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The Guide to Health


All you really need to know about your health, that's right, you learned in kindergarten!



By Amanda Litvinov

 

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Barbara Ellicott had every reason to give up. After a vicious pit bull attack in 1994, the woman who had completed both the Boston and New York marathons was told she might never run again. “It was like a death sentence,” she says. A decade later, she was told she might not be able to even walk more than a mile due to complications of Lyme disease. So how did this retired New Jersey speech pathologist complete full marathons in 2007 and again in 2009, at the age of 68? “My daughters inspired me to keep trying,” she says. She credits them and her commitment to a vegan diet with “bringing me back to life.” Today she inspires others as a speaker at vegetarian and medical conferences.

 

 

When it comes to your health, you learned all the basics long before your feet touched the floor at the dinner table. But over the years, adults tend to rack up bad habits, and yes, make excuses for them that are about as lame as “the dog ate my homework.” Fortunately, your kindergarten colleagues are here to set you straight again.

TABLE MANNERS “You can’t say you don’t like something until you’ve tried it,” reminds Durham, North Carolina, teacher Jamie Barnhill. “And if it’s a new food, I ask them to try it three or four different ways before they write it off.” Not so hot on steamed broccoli? Try it fresh with a zesty low-fat dressing, or sautéed and served in a tortilla with lowfat cheese and salsa.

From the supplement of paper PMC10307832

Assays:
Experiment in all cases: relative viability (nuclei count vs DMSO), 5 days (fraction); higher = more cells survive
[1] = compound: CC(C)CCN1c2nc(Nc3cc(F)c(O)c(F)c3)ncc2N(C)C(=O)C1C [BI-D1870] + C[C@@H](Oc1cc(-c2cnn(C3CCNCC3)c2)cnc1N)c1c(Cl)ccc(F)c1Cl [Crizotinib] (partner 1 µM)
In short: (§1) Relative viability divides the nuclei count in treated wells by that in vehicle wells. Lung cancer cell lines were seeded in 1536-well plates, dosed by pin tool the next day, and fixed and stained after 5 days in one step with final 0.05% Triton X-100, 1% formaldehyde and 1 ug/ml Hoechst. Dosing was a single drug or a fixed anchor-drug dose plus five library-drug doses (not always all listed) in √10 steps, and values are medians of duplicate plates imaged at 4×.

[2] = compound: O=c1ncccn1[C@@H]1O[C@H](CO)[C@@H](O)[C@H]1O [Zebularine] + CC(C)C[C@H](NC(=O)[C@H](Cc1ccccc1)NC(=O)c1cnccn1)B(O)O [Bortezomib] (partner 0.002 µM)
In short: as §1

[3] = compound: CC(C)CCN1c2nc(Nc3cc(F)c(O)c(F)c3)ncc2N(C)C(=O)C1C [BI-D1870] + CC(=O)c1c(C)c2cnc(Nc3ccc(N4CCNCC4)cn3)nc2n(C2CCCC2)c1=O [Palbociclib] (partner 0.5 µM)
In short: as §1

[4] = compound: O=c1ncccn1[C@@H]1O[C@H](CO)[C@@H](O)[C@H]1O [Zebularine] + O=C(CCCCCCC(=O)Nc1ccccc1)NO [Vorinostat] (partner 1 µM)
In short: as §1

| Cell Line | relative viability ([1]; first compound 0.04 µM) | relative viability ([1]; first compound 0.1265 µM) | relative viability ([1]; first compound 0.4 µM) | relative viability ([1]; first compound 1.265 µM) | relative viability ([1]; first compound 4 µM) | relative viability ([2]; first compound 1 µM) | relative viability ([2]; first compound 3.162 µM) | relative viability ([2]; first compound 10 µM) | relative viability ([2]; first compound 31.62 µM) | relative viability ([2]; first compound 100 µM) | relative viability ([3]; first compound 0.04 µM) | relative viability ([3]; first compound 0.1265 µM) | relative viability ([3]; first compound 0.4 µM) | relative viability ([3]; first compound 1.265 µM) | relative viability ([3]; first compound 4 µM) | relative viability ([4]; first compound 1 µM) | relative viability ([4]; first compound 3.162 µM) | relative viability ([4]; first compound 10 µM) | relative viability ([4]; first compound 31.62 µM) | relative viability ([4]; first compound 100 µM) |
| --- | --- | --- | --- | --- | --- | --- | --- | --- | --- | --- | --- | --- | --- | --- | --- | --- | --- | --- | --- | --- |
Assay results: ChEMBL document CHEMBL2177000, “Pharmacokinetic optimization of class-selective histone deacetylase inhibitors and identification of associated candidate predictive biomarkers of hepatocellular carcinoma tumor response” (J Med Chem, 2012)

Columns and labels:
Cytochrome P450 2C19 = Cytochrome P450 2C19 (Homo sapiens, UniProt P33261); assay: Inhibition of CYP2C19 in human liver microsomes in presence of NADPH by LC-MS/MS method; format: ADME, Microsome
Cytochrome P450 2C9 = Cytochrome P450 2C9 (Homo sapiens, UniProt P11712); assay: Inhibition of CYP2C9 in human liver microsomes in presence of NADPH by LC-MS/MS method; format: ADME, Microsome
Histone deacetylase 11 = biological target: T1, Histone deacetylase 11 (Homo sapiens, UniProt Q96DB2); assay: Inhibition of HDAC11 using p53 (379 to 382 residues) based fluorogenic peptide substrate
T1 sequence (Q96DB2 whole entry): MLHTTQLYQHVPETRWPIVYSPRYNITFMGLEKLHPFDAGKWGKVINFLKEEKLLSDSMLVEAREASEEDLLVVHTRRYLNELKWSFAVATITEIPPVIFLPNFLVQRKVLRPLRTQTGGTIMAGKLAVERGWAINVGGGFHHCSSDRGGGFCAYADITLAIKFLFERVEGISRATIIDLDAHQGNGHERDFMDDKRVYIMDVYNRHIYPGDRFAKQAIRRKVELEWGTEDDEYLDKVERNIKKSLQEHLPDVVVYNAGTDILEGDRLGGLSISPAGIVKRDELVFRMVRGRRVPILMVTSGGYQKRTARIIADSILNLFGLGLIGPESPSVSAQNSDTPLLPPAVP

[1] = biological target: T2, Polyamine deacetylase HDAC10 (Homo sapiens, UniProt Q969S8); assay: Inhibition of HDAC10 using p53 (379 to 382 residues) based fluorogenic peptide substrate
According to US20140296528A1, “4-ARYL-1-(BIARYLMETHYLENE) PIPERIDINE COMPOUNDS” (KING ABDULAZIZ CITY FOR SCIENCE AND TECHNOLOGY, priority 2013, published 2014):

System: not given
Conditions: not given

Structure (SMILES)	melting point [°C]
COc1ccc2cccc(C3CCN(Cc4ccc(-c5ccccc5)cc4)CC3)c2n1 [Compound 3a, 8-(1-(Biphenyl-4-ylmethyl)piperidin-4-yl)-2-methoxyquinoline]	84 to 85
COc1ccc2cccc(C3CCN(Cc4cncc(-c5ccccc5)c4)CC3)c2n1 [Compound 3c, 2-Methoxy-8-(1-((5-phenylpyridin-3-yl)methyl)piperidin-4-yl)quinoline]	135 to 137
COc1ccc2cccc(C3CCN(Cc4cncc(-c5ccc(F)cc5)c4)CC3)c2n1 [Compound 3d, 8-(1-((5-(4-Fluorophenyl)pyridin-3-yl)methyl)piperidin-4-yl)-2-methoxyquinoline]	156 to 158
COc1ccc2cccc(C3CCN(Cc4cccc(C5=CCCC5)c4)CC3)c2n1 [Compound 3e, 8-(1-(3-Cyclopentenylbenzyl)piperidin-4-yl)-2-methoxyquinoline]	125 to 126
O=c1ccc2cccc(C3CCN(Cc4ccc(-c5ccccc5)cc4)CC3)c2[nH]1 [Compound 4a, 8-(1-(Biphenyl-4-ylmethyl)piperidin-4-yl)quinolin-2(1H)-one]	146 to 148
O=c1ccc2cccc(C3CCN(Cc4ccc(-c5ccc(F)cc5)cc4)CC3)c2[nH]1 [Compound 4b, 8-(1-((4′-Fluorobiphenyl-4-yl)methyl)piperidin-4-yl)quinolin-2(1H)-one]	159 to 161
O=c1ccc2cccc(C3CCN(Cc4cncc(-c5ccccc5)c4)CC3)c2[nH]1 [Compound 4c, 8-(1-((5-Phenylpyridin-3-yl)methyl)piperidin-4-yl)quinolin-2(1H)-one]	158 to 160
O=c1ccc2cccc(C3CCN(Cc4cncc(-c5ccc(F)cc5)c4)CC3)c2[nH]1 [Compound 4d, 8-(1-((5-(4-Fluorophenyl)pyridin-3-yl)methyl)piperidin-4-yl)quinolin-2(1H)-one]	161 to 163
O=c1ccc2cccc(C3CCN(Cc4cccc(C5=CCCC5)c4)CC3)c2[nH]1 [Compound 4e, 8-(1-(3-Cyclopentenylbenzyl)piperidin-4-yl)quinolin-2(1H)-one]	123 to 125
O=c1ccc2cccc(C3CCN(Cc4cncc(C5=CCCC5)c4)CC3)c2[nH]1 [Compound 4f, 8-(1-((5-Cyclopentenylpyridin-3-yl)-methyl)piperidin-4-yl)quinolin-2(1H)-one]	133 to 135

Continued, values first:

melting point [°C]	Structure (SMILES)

The point is to make sure there’s some color on your plate, says Barnhill. If your meals tend to come in shades of white and tan, you’re eating too many processed foods that aren’t as nutrient-rich as their more colorful cousins.

Check out a local farmers’ market or see if you can sign on to a local co-op to receive regular deliveries of locally grown produce. You won’t believe how tasty lettuce is when it hasn’t been shelved for weeks before landing in your salad.

NOT HUNGRY? Don’t eat. Beautiful in its simplicity, isn’t it? “I tell my kindergartners all the time, if you’re not hungry, stop eating,” says Washington, New Jersey, teacher Peggy Campbell Rush.